Distilling giant Diageo added 1.08% as reports suggested the company had initiated the search for a new chairman amidst a notable slowdown in sales in key growth markets.

Executive search specialist Russell Reynolds Associates was said to be assisting in identifying a successor to the current chairman, Javier Ferran.

Budget airlines Wizz Air and easyJet ascended 6.29% and 2.93%, respectively, after they received upgrades from Barclays.

Wizz Air reported a 14.2% increase in January passenger numbers, but the load factor dropped due to the Gaza conflict and increased one-way traffic.

British Airways and Iberia owner IAG also saw positive movement, advancing 0.89%.

British American Tobacco climbed 1.14% after it announced a global settlement with Philip Morris International to resolve ongoing patent infringement litigations related to heated tobacco and vapour products.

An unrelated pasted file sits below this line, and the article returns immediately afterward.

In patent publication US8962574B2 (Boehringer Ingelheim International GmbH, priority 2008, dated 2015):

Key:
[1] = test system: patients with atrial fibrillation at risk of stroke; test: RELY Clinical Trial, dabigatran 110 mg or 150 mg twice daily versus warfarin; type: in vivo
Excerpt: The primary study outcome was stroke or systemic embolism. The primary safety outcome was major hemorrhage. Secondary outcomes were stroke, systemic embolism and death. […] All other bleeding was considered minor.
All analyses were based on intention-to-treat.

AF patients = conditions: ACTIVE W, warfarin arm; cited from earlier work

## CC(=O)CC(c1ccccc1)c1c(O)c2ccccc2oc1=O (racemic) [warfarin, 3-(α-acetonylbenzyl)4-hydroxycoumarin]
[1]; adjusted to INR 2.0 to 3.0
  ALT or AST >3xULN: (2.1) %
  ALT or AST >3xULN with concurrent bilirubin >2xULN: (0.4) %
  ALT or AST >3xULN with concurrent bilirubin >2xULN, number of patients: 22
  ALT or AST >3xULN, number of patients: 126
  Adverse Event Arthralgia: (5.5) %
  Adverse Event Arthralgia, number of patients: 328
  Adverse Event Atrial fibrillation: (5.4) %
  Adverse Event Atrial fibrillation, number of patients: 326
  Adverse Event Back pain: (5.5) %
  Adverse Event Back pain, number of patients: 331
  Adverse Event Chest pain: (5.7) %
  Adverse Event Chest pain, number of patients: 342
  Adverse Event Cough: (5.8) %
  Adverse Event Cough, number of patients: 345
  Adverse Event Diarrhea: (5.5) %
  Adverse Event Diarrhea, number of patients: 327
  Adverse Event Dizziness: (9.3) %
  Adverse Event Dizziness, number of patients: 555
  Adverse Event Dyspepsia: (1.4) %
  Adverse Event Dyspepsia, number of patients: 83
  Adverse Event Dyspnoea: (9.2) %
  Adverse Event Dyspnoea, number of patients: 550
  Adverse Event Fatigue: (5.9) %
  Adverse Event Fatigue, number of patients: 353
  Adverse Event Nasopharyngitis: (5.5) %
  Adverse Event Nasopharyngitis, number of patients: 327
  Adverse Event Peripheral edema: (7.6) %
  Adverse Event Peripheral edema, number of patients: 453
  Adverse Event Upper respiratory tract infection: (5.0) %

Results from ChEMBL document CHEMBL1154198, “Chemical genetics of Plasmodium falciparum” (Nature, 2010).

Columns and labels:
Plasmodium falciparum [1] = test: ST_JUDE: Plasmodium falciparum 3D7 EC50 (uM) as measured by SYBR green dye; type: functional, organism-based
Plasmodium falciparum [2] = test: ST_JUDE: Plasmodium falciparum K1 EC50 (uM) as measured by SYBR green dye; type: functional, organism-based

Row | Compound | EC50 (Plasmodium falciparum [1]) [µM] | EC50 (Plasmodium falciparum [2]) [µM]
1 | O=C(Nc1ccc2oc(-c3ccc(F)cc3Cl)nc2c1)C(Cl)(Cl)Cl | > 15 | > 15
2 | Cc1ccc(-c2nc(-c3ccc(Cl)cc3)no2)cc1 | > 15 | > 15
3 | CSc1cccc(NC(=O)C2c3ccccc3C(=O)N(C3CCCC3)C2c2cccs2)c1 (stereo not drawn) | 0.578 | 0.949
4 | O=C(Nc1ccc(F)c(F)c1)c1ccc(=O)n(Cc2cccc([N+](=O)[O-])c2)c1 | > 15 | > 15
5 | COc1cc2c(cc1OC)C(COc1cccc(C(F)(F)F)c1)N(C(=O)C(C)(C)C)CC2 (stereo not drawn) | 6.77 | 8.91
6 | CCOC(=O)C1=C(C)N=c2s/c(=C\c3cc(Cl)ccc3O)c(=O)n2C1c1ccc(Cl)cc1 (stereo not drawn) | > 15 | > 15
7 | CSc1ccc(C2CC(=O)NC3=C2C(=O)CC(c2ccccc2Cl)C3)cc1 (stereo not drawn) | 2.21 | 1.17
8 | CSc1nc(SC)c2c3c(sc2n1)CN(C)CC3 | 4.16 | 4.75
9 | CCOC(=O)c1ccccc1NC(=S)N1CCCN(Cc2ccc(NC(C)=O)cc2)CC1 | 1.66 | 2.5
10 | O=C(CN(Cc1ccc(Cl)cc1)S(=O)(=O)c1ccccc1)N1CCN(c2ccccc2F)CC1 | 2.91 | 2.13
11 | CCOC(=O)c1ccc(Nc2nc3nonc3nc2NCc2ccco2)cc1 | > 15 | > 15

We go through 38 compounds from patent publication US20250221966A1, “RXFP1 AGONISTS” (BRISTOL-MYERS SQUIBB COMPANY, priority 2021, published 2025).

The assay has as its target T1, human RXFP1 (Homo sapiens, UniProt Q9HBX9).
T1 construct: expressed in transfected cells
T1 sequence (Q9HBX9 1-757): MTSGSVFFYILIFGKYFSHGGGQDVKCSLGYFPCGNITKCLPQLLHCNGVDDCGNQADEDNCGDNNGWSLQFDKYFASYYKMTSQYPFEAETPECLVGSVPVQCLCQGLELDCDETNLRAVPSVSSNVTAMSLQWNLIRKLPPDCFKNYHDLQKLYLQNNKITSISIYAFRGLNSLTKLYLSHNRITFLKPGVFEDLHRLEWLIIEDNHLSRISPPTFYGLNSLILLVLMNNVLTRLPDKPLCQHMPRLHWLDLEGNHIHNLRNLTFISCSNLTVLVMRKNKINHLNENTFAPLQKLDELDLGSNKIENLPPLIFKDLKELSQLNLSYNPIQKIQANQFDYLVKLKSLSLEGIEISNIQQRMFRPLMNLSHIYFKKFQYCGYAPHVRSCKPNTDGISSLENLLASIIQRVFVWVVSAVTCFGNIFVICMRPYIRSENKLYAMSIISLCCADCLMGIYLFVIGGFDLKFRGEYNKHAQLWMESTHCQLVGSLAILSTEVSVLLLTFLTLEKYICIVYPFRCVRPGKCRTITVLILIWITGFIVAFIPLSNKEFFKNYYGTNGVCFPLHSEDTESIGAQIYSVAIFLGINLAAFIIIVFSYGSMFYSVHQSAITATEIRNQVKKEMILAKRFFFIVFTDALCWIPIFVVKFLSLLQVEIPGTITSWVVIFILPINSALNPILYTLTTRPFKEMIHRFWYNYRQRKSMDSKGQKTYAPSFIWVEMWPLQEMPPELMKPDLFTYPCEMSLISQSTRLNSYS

The settlement included non-monetary provisions and prevented future claims, allowing both companies to continue innovating.

Outside the FTSE 350, Superdry rocketed 118.2% following news that Norwegian alternative investment fund First Seagull had acquired a 5.3% stake in the fashion brand.

Speculation suggested Superdry could be ripe for a takeover bid, with interest from US private equity firm Sycamore Partners and Ted Baker owner Authentic Brands Group.

On the downside, Close Brothers Group lost 4.64% after RBC Capital downgraded the sector to 'perform' from 'outperform.'

Reporting by Josh White for

Market Movers

FTSE 100 (UKX) 7,615.54 -0.09% FTSE 250 (MCX) 19,172.64 0.22% techMARK (TASX) 4,366.03 0.10%